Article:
Bishop lied about his age. I’m pretty sure he even lied about his height. Lies were a natural part of the way he expressed himself. He seemed to have this endless ribbon of talk he could use to terrify you or caress you. He’d say things he knew that you knew couldn’t possibly be true. Then you’d discover some truth that he’d somehow—deliberately?—forgotten to mention during all the conversations. This happened after I finally got tired of him hitting on me but didn’t want to stop seeing him just yet and so finally gave in and had sex with him once (old story). On the outside of his left arm above the elbow he had three marks. They weren’t tattoos and they weren’t brands exactly but scar tissue forming three letters. What looked to me like Russian or something. They went like this: M↑R.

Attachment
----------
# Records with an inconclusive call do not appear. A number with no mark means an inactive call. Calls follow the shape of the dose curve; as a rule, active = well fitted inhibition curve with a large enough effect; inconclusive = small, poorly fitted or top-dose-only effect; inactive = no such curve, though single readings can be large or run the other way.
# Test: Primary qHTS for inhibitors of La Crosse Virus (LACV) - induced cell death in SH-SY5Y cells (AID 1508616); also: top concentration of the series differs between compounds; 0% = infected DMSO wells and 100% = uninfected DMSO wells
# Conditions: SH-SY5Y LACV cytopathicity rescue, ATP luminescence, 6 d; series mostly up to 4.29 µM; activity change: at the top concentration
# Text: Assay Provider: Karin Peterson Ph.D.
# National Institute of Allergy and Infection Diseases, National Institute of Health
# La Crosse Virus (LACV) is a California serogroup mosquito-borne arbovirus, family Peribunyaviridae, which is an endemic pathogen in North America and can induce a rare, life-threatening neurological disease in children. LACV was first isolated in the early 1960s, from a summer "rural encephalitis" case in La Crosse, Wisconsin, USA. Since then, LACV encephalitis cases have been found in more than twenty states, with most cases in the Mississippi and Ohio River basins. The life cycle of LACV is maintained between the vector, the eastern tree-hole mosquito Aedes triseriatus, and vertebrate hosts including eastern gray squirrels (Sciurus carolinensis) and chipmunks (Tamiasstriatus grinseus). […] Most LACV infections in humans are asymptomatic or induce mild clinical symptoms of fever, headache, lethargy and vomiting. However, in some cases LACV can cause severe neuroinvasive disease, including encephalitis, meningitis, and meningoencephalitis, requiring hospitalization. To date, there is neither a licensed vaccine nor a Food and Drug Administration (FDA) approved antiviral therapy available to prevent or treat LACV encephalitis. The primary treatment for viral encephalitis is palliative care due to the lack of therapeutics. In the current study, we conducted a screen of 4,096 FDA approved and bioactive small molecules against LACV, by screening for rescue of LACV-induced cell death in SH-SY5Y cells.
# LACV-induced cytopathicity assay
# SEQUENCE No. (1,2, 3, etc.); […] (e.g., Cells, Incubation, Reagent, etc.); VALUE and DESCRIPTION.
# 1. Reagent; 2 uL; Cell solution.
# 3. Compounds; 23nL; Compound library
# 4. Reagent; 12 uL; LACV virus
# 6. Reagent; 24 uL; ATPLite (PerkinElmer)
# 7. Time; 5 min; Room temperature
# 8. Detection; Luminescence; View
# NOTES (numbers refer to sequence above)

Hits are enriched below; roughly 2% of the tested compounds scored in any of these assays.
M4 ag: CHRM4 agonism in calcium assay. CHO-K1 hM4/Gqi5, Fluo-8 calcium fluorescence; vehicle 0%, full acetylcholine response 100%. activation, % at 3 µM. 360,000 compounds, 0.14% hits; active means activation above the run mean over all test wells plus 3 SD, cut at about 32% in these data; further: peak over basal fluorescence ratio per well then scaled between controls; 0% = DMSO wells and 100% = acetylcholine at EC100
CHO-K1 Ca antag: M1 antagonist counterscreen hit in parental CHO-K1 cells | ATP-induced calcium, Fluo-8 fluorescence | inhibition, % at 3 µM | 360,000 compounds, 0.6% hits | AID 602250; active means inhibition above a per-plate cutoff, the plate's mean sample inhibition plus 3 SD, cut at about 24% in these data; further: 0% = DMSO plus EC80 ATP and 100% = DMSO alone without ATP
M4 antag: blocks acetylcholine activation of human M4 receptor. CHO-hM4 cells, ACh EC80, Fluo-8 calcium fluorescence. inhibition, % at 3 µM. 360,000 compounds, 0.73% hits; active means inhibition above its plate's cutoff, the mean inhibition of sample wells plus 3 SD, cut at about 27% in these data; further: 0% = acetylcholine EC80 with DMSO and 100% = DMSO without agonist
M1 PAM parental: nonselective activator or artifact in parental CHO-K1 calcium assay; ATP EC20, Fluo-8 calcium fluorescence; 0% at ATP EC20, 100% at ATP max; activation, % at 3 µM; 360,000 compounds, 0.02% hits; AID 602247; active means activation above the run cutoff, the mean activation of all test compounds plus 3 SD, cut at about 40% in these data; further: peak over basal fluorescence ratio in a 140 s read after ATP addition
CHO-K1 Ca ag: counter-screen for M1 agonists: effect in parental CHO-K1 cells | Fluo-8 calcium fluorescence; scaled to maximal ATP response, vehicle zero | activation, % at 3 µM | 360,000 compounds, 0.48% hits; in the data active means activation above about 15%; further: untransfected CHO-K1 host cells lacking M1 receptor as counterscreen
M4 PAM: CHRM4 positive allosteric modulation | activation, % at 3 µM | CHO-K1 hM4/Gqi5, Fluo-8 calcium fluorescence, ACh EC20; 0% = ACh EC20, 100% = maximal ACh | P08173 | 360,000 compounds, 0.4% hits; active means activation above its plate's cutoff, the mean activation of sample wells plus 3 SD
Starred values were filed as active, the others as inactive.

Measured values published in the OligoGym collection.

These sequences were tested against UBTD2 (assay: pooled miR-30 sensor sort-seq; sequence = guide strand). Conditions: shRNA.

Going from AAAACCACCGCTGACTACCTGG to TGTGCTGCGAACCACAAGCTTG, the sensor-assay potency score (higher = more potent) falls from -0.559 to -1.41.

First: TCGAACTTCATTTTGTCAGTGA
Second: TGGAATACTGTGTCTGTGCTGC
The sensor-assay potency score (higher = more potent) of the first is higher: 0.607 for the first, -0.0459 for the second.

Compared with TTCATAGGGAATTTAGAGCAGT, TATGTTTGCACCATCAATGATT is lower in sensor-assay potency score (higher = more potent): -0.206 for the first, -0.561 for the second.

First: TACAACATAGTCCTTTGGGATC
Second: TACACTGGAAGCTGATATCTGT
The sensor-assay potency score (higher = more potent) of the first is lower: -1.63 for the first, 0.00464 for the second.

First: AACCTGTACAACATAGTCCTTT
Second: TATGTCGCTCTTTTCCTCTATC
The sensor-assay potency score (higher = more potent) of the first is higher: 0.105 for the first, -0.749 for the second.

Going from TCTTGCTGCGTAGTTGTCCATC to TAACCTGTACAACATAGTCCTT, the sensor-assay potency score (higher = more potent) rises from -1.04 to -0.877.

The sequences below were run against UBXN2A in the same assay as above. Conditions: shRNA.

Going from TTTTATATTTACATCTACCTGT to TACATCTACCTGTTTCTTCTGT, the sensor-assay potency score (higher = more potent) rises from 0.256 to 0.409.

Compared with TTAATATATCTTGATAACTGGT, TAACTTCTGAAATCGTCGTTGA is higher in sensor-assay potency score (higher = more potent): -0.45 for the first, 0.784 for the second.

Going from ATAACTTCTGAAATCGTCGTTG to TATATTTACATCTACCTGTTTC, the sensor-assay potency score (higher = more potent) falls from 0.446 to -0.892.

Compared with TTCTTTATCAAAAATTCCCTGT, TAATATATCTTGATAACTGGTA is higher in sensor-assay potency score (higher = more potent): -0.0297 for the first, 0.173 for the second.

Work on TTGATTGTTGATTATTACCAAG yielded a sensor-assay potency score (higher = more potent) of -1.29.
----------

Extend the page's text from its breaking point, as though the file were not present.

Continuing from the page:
“You can ask me any question you want if I can ask you one too, okay?” I said.

“Okay.”

“I’ll go first. What do those scars mean?”

“I’m proud of them.”

“What do they mean?”

He rubbed his finger along the bumps. “You read the ideograms right to left. They say Journey—Warrior—Self.” He pointed to each one as he said its name, like he had done this many times before, maybe rehearsing in front of the mirror.

“Where did you get them?”

“That’s question number three and you’re only allowed one. That’s the deal.”

“Okay, your turn.”

He didn’t hesitate a second. “What does it feel like when you come?”